How to Keep Your Cat Purr-fectly Healthy: Wellness Considerations For Cats of All Ages

From the mysterious beauty of a Siamese to the pint-sized cuteness of a Munchkin cat, there’s a feline friend out there for everyone. Nothing could be more enjoyable than feeling a fuzzy Persian rubbing up against your legs when you return home from work, or settling a big purring Maine Coon on your lap while you watch TV. If you love a cat, it’s only natural that you would want to keep them spry and fit all throughout their lifespan, from when you bring them home as a tiny kitten to when they’re a lazy senior sunbathing on a perch.

But how does a cat’s needs differ throughout their lifespan? How can you ensure that your furry loved one remains in peak condition no matter their age? Today we’ll discuss how the health requirements of a cat shift as they grow, as well as how you can collaborate with your local vet to create a wellness plan for the four-legged apple of your eye.

Cats go through similar life phases as humans

Just as humans have different life phases, cats grow from tiny neonates to senior citizens, with distinct needs throughout these separate eras of development.

A healthy, well-cared-for indoor cat can expect to live between 10 to 15 years, with some even reaching the venerable age of 20; outdoor cats generally live much shorter lives due to the many dangers of living in the wild, such as parasites and predators.

From birth to age one, a cat is considered a kitten. Like a baby, they will have immature immune systems and will require a variety of vaccinations to keep them in good health. They also may suffer from parasites that are inherited from their mother or picked up from their environment – a particular problem in muggy Tennessee – so you should expect to get them dewormed to prevent serious issues. Also, you will want to have them spayed or neutered anywhere at anywhere between four to six months of age; new medical guidance encourages you to wait a bit longer so that they get the full benefit of their sex hormones.

After a relatively short adolescence – about six months – your kitten will be a full grown cat. They will need less calories as they are no longer growing, so you’ll want to switch them to adult cat food to prevent obesity. It’s important to stay on top of dental care now that they have all their adult teeth, which includes brushing their teeth and scheduling them for regular teeth cleanings; this will prevent gum disease, which can be painful and lead to heart disease. Be sure to stay on top of tick and flea prevention, even for indoor cats.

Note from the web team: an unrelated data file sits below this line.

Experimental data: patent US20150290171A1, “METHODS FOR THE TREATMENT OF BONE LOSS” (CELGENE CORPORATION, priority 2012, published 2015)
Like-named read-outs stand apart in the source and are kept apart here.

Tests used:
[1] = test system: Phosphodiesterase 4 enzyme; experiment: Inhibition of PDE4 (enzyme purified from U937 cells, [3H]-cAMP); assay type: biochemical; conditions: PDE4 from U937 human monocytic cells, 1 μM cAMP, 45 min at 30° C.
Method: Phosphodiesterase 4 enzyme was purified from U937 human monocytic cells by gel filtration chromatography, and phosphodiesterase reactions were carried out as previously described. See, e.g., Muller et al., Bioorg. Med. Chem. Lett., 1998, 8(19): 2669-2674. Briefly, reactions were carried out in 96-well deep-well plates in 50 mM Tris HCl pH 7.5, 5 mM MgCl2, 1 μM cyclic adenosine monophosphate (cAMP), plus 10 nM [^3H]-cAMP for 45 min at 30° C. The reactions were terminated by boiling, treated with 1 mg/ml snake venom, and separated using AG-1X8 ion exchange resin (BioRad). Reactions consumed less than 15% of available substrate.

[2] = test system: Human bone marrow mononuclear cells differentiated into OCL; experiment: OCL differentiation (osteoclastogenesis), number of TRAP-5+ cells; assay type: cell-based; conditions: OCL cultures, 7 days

Around seven years old, your cat will officially become a senior, and it will be essential that you schedule regular vet visits to stay on top of any developing health conditions. Your cat might start to slow down around this time, so you may need to change their environment to help them stay comfortable; for example, you may want to remove high perches that they can no longer safely reach, or move their litter box closer to their favorite sleeping spots so they are less prone to accidents. Your vet will closely monitor their blood work to watch for organ issues, and they may need medications to stave off age-related diseases. Careful attention to your cat’s health needs will make sure that they can stay as active as possible for as long as possible, and that they will have a dignified and painless end of life.

For all stages of your cat’s life, your local animal clinic is a partner in good pet health

It’s easy to get caught up in your own life and forget that your cat needs regular vet check-ups to stay healthy; this is an especial problem for feline family members, because they tend to hide illnesses until they become incredibly sick. As such, make it a habit to schedule twice-yearly appointments even when your cat is perfectly fine, with more visits should your pet show signs of illness.

During these visits, your cat will get any necessary vaccinations and be thoroughly checked over for developing illness; he or she may also have blood drawn for a full blood panel, which can identify any problems that may be arising as they age. Bring along any questions or concerns you may have, including any changes in behavior, appetite, or bathroom habits, as these may clue the doctor into issues that need to be investigated further.

Preventative care is essential not just to avoid pricey vet bills, but also to ensure that your cat stays active for as long as possible and does not experience any discomfort. Throughout every phase of your feline’s life, be sure to consult regularly with an experienced veterinarian, as this can mean the difference between a happy cat and a silently suffering kitty.



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